KAMPALA – Majority Ugandans do not know how details of the biggest government expenditure on infrastructure projects. According a study report by CoST Uganda, the public is not aware how 70 percent of Uganda’ budget (Shs28 trillion) is spent.

“Our people do not have details of projects like roads, power dams and railway construction where government is investing heavily. The public should be involved from the beginning process of planning. This will help to avoid shoddy works because the locals can monitor these projects,” said Mr Nathan Byanyima, the chairman CoST Uganda.

The public should know the cost and duration of the project among other details, Mr Byanyima told journalists in Kampala on Monday April, 29th 2019

He further explained, “The public have are concerned with the lack of inadequate consultations especially on centrally planned public infrastructure works, inadequate engagement on the delivery of these public infrastructure works and public works disrupting businesses.”

He added, “The construction works in some cases leads to the destruction of property that is in often not compensated. There is also inadequate display material on project sites and the use of languages, such as English, that is not easily comprehended by all easily, among others.”

The concerns are citizens perceptions of public infrastructure works in the country in the recently concluded CoST Uganda national survey exercise.

“The survey was intended to measure citizens’ levels of satisfaction on the way public infrastructure works in Uganda are delivered. This study was commissioned in October 2018 and was concluded in April, 2019,” said Olive Kabatwairwe, the CoST Uganda Programme Coordinator.

The study also aimed to collect feedback from selected procurement entities on CoST Uganda interventions over the last two years. The study took place in Kampala, Wakiso, Jinja and Gulu Districts.

“The study also identified good practices in relation to infrastructure transparency and accountability. It is also aims at transparency and accountability in public infrastructure projects can be improved, and how the CoST approaches of disclosure, assurance, social accountability,” she added.

It was also learned that some public procurement entities had improved on their disclosure levels of information, noted Ms Kabatwairwe.

“The steps taken to improve this included the set-up of electronic formats such as websites, social media accounts, toll free feedback lines and more presence in the media, despite about two thirds saying this was not enough,” she said.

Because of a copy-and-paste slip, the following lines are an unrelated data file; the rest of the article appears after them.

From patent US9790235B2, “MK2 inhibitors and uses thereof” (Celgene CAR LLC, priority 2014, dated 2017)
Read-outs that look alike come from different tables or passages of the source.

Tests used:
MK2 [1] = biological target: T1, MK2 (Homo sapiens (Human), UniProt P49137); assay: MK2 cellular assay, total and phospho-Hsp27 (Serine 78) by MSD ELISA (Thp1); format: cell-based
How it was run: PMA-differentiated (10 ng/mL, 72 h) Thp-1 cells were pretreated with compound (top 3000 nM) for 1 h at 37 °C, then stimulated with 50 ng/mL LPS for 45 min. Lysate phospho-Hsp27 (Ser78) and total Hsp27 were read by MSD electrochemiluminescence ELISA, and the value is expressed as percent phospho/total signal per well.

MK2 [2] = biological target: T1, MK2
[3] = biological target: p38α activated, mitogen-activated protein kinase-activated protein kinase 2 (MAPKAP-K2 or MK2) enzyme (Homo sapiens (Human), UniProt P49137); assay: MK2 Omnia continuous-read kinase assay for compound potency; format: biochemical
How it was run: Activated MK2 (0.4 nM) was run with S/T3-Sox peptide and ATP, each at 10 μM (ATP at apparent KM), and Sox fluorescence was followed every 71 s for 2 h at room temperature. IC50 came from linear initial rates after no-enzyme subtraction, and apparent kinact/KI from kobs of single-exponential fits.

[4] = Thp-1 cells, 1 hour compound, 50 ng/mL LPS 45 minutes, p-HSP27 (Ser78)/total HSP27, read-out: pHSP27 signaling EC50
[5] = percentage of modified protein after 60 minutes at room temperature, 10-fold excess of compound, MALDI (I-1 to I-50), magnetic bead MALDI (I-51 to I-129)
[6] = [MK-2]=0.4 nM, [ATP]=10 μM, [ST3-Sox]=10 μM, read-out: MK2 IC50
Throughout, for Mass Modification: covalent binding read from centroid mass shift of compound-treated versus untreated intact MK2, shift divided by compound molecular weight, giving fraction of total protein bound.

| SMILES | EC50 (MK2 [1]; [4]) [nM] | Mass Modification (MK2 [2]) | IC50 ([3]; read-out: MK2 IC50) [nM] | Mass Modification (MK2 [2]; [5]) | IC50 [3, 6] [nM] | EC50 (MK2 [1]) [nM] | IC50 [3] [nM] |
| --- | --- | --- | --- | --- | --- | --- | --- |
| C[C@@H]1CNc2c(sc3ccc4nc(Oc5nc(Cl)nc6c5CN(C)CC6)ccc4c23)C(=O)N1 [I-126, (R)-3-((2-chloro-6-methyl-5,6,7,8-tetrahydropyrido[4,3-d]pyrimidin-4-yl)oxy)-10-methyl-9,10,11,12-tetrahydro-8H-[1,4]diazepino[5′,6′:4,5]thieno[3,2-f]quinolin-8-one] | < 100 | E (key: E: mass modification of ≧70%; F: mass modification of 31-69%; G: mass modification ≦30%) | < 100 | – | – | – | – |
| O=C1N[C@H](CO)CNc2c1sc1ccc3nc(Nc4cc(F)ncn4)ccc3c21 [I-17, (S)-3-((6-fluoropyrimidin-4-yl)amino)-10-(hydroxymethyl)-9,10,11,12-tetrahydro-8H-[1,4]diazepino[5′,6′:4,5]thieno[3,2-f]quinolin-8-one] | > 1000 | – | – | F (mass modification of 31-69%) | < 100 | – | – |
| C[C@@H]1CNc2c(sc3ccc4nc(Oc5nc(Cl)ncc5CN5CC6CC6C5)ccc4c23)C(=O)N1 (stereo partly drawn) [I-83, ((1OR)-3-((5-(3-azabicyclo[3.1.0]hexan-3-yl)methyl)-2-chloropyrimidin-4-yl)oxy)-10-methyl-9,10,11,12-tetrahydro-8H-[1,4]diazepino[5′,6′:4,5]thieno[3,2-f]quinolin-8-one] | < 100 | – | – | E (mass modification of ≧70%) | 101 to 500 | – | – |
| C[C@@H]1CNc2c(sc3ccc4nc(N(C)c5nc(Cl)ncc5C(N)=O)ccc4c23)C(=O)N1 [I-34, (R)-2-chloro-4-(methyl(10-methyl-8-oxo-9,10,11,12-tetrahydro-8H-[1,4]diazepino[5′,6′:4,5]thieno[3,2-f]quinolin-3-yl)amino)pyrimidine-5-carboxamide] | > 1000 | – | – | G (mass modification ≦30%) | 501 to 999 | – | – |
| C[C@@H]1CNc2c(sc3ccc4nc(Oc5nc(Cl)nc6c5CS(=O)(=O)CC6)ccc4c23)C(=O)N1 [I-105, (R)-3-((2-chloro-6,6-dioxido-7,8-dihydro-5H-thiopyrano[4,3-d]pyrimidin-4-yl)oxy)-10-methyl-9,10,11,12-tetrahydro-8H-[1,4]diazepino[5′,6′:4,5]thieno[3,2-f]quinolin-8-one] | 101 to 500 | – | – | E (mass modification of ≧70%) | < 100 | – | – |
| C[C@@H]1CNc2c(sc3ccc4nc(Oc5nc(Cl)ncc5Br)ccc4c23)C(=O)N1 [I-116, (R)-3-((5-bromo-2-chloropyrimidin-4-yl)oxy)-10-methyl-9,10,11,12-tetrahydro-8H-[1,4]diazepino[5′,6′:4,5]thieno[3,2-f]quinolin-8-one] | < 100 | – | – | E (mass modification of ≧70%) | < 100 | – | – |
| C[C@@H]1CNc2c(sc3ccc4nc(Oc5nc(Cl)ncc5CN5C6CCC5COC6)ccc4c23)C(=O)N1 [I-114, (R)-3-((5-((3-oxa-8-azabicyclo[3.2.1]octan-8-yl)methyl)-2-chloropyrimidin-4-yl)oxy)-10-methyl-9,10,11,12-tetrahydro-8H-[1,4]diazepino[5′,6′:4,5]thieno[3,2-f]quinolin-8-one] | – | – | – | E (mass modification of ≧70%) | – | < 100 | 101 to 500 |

In a statement issued more respondents in Gulu district (53.8 percent) were aware of the standard procurement procedures compared to those in Wakiso and Jinja districts.

“There is a good amount of effort to display procurement information especially on notice boards and there are efforts to encourage citizens to attend the opening of bids documents especially for local government projects where interpreters are provided for those not fluent in English,” it reads in part.

The CoST initiative of engaging stakeholders in the infrastructure projects is also increasingly becoming popular among the stakeholders interviewed at both district and national levels.

Sixty-two key informant interviews were conducted with public procurement entities in Kampala, development partners, district local leaders, private sector, government ministries, civil Society organizations, the multi-stakeholder group and the media

Ms Kabatwairwe called on government, to engage citizens through their local leaders to build their trust and appreciate public infrastructure projects

About CoST

CoST – An Infrastructure Transparency Initiative is aimed at improving citizen’s lives through promoting the use of the infrastructure data standard for information disclosure, assurance, multi-stakeholder working and social accountability.

CoST Uganda is a national chapter of CoST International a charity based in the United Kingdom. The initiative is built on a tripartite partnership between government, private sector and civil society to address the challenges in the construction sector in Uganda. CoST Uganda is championed by the Ministry of Works and Transport and guided by a multi-stakeholder group of nine people and one observer who lead, plan, engage together to build trust, transparency and accountability amongst the three sectors. In Uganda, the Initiative is hosted by Africa Freedom of Information Centre; a pan African NGO that promotes access to information and open contracting across Africa.


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